Pop culture & stammering: why we shouldn't care

A young man holding two books in one hand and a remote control in the other

As our campaign for better representation of stammering in the media concludes, Tom Wells argues that the way films, television, theatre, etc, portray people who stammer needs to change.

In the twenty-first century, 'perfectionism' consumes us. Everything must be perfect, beautiful and fit into the tight mould society has made. From social media to old traditions, anything less than perfect is thrown into the trash heap. It taints every medium: fashion, music, film, television, theatre, social interaction, and even how people talk to each other. Pretty much, this is our ultimate flaw. 

Environmental cues that shape perceptions

We live in a fast-paced economy. Interactions and jobs must be completed in a swift and prompt manner (or you risk becoming an outsider or weird). Sometimes, I must use speaking techniques to get through a social situation or a job interview. I think stammerers are sometimes thrown to the sidelines as we are perceived to be slowing things down.

This viewpoint shapes how stammerers are pictured in pop culture: the awkward, weird, socially inept character.

Although speech only constitutes a small percentage of communication, people still view it as the central skill for social interaction. I can understand why; it’s easier to get a simple message across without the risk for misunderstanding. However, stammerers are always placed in the position of inadequacy. Think about it. If everybody tells me to slow down or think about what I’m saying, then it creates an atmosphere where I must meet an invisible expectation. Besides, it makes things awkward; I cannot be my fun-loving self if I must constantly think about cementing a good impression. 

This viewpoint shapes how stammerers are pictured in pop culture: the awkward, weird, socially inept character. The character that slows down the pace; the character that always gets bullied; the character that everyone feels they must pity rather than praise as an individual. In order to fit 'perfectionism', we shun the 'imperfect'.

I have fallen into this trap. For example, I listen to famous voice actors and watch experienced actors dazzling a crowd with Shakespeare's expressive prose and wit. It is easy to enjoy a captivating voice; I find it occasionally difficult to see my voice in the same way. I sometimes cringe listening to myself and I’m sure many stammerers share this trait. As a result, many of us gain no satisfaction or pleasure from our voices. Maybe, therefore, actors with a stammer choose to minimise or hide their stammers. Is this right? People have their personal preference.

Film & Television 

Hollywood holds power over my generation’s social and cultural values. If films and TV omit disability or what they see as an imperfection, it sends a clear message: a disability is abnormal. Stammerers only account for at least 70 million people out of 7 billion. So, filmmakers shoot films that will attract larger audiences. Yet, when stammerers do come on screen, they seem to fill a particular role; there are few films, which I’ve seen, that diverge from this trend.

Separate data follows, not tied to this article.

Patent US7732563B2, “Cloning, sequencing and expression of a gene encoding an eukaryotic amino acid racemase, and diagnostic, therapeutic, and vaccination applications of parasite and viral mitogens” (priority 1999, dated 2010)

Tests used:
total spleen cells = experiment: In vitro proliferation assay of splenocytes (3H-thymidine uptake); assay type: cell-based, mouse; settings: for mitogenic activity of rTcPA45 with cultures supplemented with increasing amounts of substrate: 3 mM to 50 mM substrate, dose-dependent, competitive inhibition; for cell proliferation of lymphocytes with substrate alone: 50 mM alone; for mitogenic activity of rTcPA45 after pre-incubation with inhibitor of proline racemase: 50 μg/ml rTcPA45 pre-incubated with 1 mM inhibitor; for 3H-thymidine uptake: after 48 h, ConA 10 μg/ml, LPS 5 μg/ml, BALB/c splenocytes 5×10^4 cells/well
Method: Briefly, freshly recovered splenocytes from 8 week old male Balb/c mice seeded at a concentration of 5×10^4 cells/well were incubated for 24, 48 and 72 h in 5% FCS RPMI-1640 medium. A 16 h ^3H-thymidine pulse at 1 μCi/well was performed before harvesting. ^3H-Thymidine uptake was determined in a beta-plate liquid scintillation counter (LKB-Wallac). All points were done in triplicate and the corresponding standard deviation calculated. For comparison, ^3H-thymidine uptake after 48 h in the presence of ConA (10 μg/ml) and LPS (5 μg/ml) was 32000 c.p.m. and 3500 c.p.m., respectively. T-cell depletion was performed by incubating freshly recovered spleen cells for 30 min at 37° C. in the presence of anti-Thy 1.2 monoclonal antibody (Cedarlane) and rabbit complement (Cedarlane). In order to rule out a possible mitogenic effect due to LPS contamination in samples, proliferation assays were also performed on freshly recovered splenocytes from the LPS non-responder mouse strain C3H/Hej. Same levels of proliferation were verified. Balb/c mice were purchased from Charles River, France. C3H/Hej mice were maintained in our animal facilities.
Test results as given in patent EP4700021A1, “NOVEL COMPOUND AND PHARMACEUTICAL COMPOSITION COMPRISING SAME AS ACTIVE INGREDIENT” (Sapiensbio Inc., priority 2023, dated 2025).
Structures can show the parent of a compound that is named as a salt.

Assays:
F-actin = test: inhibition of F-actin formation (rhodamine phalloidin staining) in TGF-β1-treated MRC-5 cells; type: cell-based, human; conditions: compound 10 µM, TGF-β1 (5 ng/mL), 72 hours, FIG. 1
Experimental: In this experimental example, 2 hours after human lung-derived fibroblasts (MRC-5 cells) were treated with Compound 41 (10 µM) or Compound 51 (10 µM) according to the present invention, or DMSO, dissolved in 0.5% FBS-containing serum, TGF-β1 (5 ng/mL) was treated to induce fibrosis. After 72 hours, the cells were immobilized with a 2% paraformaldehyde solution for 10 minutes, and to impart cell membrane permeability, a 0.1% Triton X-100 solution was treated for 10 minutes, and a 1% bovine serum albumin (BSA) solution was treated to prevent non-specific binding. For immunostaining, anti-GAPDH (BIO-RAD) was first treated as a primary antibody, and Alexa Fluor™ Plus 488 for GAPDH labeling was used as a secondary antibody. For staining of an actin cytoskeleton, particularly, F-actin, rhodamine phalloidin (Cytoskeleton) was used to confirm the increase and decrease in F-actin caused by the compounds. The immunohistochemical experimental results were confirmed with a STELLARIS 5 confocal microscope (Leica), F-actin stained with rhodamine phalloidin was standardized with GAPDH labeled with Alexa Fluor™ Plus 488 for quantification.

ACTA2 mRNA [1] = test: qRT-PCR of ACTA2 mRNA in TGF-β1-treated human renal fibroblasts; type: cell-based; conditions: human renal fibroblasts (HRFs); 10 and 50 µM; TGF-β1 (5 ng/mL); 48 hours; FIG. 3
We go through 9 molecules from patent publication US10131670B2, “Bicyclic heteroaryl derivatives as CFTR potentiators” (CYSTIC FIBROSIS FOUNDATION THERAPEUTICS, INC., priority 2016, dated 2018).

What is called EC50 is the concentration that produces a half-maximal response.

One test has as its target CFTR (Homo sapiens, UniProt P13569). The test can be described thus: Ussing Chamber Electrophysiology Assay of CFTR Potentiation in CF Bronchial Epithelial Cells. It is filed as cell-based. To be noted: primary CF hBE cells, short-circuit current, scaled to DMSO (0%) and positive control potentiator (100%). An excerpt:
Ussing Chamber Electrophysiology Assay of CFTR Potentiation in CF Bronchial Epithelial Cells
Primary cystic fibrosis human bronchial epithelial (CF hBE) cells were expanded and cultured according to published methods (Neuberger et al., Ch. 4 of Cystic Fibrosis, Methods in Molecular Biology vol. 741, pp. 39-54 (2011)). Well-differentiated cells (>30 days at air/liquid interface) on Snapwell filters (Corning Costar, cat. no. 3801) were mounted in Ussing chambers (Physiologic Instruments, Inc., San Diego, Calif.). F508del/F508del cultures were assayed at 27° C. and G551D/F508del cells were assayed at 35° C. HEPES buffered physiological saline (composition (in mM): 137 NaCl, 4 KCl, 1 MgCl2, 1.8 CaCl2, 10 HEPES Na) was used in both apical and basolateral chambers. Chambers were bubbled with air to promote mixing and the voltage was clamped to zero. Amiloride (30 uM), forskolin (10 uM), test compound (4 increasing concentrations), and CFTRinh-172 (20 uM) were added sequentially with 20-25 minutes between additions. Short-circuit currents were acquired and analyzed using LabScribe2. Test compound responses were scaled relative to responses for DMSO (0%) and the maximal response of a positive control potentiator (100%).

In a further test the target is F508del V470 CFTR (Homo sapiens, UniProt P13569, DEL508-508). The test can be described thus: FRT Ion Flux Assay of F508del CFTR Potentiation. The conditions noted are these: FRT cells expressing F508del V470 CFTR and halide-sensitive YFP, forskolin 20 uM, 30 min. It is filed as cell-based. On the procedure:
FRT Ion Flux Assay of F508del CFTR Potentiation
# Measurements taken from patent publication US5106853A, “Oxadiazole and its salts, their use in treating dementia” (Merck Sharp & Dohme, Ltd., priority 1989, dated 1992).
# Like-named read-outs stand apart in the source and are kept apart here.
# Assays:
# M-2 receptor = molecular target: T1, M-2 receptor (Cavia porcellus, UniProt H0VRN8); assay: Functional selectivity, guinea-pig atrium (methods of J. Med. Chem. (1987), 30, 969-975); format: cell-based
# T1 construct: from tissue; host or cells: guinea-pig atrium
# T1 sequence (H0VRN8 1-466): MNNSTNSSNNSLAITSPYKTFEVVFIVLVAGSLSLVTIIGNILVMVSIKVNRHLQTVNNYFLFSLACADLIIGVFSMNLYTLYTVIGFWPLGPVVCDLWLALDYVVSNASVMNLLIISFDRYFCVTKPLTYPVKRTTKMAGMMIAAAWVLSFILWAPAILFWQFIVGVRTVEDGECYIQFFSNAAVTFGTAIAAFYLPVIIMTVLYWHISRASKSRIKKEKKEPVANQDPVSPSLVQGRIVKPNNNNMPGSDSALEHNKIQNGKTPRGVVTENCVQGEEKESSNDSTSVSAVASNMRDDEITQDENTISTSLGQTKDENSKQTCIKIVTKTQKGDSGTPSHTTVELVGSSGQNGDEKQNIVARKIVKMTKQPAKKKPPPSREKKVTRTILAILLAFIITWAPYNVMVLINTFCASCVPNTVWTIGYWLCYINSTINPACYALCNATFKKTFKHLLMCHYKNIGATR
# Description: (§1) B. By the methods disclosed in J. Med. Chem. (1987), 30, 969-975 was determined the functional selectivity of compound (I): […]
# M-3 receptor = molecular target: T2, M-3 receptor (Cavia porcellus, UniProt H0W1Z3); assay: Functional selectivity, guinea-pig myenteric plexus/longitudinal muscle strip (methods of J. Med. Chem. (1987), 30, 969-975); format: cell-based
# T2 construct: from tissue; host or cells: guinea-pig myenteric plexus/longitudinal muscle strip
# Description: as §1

If films and TV omit disability or what they see as an imperfection, it sends a clear message: a disability is abnormal.

Disability on screen means an obstacle to overcome: a journey to become 'normal'. This comes in many forms — somebody gets bullied, they end up 'cool'; boy meets girl/girl meets boy and they must change to get their love interest; somebody must do a speech and get help to perform it, etc. The list goes on. Am I criticising people aiming for their goals? NO! Nonetheless, people should feel comfortable with their personality; nobody should change who they are because they think they'll fit in better.

One of my favourite horror stories is Stephen King's IT. In it, a group of kids must combat a monster that feeds on children. Bill Denbrough, leader of the Loser's Club, stammers. Stephen King illustrates the confusion and struggle that stammerers go through well. In the novel, Bill recites a tongue twister: "He thrusts his fists against the posts, and still insists he sees the ghosts". His stammer leads him to finding a way to defeat the monster. Is the novel perfect in its depiction of a stammer? Some bits are done well, some are not. Ultimately, Bill tries to remove a stammer that is a part of him. 

Letting Go

Film and television allow us to escape from the mundane, ordinary existence we call life. They create worlds and characters that entertain us — without them, children today would moan and complain. They shape how we examine our environment. Some films out there are incorporating stammerers, others are not. The perceptions most leave behind, however, still reflect the stubborn prejudices: a stammer is a problem.

And yet, this is not going to change if the negative stigma remains and stammerers buy into it.

If you'd like to write an article for our Your Voice section, see our Share Your Story page or email editor@stamma.org for more details.

Two women in running outfits holding flags and looking at the camera
Tayo & Bhupinder
A speaker on stage at STAMMAFest 2023

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